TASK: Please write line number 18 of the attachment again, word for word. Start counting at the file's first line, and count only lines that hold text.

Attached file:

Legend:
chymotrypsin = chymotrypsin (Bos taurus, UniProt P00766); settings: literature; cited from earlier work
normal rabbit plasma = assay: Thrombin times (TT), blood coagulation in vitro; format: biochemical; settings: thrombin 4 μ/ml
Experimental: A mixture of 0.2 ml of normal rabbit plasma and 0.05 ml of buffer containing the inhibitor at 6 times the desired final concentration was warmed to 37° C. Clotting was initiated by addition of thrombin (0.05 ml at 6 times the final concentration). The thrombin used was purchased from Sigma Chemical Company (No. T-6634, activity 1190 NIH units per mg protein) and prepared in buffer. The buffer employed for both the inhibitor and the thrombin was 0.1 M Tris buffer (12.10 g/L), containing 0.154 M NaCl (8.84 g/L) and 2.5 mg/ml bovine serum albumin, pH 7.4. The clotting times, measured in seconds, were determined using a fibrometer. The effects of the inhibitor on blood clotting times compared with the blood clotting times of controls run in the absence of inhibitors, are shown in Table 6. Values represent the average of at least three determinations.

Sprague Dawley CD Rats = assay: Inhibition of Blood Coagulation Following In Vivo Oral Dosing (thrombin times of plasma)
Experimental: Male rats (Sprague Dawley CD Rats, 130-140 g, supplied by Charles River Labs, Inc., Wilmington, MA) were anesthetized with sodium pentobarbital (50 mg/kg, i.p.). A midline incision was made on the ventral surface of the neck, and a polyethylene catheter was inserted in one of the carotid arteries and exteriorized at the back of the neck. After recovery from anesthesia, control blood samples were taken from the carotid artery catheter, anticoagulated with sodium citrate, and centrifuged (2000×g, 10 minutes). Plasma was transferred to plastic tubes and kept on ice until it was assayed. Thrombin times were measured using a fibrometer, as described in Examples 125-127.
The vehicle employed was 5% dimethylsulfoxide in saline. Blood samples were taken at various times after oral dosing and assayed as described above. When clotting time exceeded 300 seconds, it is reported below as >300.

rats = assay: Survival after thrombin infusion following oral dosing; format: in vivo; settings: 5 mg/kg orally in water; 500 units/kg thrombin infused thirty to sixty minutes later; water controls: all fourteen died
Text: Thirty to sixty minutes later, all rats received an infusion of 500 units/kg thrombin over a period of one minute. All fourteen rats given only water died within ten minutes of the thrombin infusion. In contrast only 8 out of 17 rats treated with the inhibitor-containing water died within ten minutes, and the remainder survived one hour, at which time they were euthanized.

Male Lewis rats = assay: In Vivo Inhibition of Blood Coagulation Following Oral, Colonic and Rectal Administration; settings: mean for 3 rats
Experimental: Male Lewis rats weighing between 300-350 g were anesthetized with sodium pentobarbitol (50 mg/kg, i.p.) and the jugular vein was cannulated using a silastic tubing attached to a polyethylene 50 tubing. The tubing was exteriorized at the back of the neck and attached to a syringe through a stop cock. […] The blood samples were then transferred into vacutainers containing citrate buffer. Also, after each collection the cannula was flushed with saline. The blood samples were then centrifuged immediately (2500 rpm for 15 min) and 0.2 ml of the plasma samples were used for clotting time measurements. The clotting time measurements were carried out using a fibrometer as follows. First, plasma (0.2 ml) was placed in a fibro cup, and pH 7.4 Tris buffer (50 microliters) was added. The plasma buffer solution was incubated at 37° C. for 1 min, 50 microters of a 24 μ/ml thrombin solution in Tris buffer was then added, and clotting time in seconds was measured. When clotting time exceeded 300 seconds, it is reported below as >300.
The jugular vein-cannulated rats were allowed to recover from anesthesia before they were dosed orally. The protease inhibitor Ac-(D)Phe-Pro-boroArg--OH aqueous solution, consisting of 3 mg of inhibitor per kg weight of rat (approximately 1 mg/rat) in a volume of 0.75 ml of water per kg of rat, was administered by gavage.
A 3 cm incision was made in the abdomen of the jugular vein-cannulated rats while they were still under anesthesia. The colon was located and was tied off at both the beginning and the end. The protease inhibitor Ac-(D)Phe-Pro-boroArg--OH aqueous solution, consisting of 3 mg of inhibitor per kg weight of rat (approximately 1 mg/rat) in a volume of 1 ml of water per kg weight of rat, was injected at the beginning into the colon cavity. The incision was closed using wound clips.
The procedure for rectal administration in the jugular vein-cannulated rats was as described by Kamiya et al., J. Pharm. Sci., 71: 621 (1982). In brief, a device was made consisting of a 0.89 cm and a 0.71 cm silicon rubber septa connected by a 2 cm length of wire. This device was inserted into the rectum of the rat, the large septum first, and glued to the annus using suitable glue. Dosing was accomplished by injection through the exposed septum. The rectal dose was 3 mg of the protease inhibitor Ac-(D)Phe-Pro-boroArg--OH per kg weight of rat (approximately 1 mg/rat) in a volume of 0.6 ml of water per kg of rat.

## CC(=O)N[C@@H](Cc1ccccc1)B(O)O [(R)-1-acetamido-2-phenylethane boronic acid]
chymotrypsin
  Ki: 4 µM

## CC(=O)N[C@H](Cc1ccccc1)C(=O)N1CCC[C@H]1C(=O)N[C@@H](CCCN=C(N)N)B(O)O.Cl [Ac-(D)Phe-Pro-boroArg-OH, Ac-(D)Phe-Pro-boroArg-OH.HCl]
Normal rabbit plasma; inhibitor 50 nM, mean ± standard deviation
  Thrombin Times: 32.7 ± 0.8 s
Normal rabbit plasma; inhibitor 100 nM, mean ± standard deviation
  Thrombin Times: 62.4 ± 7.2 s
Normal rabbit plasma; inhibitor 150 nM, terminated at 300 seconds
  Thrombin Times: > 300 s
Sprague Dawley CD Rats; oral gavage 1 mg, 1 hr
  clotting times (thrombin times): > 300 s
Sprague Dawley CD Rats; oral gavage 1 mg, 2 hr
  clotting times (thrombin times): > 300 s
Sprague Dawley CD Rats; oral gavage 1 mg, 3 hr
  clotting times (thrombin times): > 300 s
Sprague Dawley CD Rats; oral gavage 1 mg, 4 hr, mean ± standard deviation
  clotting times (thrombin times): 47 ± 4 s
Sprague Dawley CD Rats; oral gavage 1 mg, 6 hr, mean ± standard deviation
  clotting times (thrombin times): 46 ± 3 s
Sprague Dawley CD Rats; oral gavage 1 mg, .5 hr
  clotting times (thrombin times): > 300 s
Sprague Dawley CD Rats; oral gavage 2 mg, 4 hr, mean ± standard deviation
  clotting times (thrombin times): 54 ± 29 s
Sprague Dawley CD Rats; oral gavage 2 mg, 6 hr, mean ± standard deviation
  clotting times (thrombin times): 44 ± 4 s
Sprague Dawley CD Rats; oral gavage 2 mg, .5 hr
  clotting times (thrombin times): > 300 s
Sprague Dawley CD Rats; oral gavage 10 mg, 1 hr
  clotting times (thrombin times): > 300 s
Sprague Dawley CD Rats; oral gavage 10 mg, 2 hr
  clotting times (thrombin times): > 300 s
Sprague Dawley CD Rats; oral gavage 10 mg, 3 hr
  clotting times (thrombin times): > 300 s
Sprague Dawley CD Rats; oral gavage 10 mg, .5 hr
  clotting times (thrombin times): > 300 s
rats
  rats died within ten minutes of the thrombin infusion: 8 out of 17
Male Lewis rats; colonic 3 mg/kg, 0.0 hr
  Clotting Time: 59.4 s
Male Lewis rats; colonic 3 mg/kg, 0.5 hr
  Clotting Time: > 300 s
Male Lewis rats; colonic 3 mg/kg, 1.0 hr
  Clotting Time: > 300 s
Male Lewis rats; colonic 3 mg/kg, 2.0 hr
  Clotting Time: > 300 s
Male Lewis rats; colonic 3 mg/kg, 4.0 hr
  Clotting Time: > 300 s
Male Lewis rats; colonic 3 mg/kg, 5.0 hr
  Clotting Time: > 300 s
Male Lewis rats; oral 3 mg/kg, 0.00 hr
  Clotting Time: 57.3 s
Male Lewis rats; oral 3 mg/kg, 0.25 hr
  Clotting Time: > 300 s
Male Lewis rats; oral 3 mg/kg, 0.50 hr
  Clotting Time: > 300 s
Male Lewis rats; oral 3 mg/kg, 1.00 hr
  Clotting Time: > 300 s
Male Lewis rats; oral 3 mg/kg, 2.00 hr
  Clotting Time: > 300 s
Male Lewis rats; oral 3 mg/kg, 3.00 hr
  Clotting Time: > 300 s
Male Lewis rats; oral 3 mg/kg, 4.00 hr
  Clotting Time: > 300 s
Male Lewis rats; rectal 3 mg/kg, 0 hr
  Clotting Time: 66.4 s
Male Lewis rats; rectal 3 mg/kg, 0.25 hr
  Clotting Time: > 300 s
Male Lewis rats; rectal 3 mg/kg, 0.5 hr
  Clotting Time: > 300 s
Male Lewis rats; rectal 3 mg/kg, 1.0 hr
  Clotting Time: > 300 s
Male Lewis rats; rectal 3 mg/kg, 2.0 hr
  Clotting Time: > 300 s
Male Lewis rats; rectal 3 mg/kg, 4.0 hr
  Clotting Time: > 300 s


## CC(=O)N[C@H](Cc1ccccc1)C(=O)N1CCC[C@H]1C(=O)N[C@@H](CCCN=C(N)N)B(O)O.Cl [Ac-(D)Phe-Pro-boroArg-OH, Ac-(D)Phe-Pro-boroArg-OH.HCl]